Freescale pioneered the integration of circuitry with MEMS sensors for high-volume applications in the early 1980s with micro-machined pressure sensors and you are celebrating your 25th anniversary this year. Automotive has been a traditional driver for MEMS technology. Is this still true?
The number of sensors continues to increase in the vehicle and that number is still expected to grow. The airbag application was one of the first drivers for MEMS technology. Occupant safety applications are still the largest volume application for acceleration sensors in the automotive industry today. More recently, there has been the addition of the tire pressure monitoring system, which has a promising demand in volume. Another recent and rapidly growing use for sensors is in the rollover sensing application.
Are other markets providing sufficient demand for new products or technology changes?
The medical market continues to be a driver for MEMS technology for specialized medical applications such as noninvasive and invasive blood pressure monitoring, hospital and critical care beds, dialysis systems, drug delivery, and more. The miniature pressure sensor packaging is fit for sub-module components or disposable units. We are starting to see the consumer market as the next driver for MEMS technology. Products ranging from cell phones and anything handheld to hard disk drive protection can benefit from MEMS technology. One example is in free-fall detection. This monitoring can determine when an object is falling and allows implementation of protection mechanisms for a variety of electronic products.
What issues/demands are you hearing from your customers?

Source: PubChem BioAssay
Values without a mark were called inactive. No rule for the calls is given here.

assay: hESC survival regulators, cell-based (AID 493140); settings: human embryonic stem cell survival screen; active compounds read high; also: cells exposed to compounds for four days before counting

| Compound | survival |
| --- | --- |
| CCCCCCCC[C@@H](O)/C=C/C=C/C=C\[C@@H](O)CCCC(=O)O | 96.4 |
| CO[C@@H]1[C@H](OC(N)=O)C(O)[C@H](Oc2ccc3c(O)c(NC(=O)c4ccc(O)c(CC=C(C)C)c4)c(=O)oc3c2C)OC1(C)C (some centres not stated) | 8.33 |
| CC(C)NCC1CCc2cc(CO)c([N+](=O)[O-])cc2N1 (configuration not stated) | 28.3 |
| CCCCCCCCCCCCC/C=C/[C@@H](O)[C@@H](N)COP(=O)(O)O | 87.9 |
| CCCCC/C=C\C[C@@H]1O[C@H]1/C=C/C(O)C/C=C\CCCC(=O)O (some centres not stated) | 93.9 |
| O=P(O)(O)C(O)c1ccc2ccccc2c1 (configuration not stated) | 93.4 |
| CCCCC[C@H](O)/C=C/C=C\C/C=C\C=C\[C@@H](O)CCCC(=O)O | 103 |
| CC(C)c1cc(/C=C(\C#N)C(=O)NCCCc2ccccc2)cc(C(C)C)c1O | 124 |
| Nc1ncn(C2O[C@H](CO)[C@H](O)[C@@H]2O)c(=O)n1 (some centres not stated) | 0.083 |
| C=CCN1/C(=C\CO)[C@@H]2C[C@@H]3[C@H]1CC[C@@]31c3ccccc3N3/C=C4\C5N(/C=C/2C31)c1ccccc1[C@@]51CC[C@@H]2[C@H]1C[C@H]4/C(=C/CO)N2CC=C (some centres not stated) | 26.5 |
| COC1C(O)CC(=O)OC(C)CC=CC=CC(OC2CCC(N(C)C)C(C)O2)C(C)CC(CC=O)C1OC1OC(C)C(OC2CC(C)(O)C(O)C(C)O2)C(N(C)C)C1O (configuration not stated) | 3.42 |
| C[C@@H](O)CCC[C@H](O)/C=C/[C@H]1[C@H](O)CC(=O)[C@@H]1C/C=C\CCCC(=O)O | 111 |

For accelerometers in the consumer market, Freescale is still hearing the device needs to be extremely small with multiple features, including three-axis detection, low current consumption, and a power save mode as well as other features. For pressure sensors in the automotive market for tire pressure monitoring, Freescale is working toward satisfying the demand for a more integrated device that uses low power for the battery life requirement.
For a MEMS manufacturer, integration can be either at the silicon or at the package level. How do you determine which approach is best?
When we start looking at what governed this integration we established that there were three aspects that were very important to that decision. One, is the phase lag between different technologies and the ability to integrate them. If we were to bring forward technologies that integrate both, which is the case in some choices we have made, we clearly have to have significant technology investment up front and must make sure we have the return. On the other hand if we were to exercise system in package integration it would allow faster time to money, better financial returns in some cases. For example, as you integrate more and more functionality, you end up with larger silicon that is governed by the defect density calculations that end up decreasing the overall yield. The third one is the total investment to bring forward an integrated technology. Right now, tire pressure monitors integrate on a single piece of silicon, some analog functionality, early stages of signal conditioning with the transducer itself. We don't always draw the line segregating the transducer from the ASIC.
Is MEMS fulfilling its technology promise?
MEMS devices are generally much smaller than more conventional solutions. The power consumed is typically miniscule. The devices are much more reliable and thus have longer service lives. As more MEMS solutions are placed in consumer applications, I believe the technology will also fulfill its promise just as it has done for decades now in the automotive market.
General Manager, Sensor and Analog
Products Division, Transportation &
Standard Products Group
Freescale Semiconductor, Inc.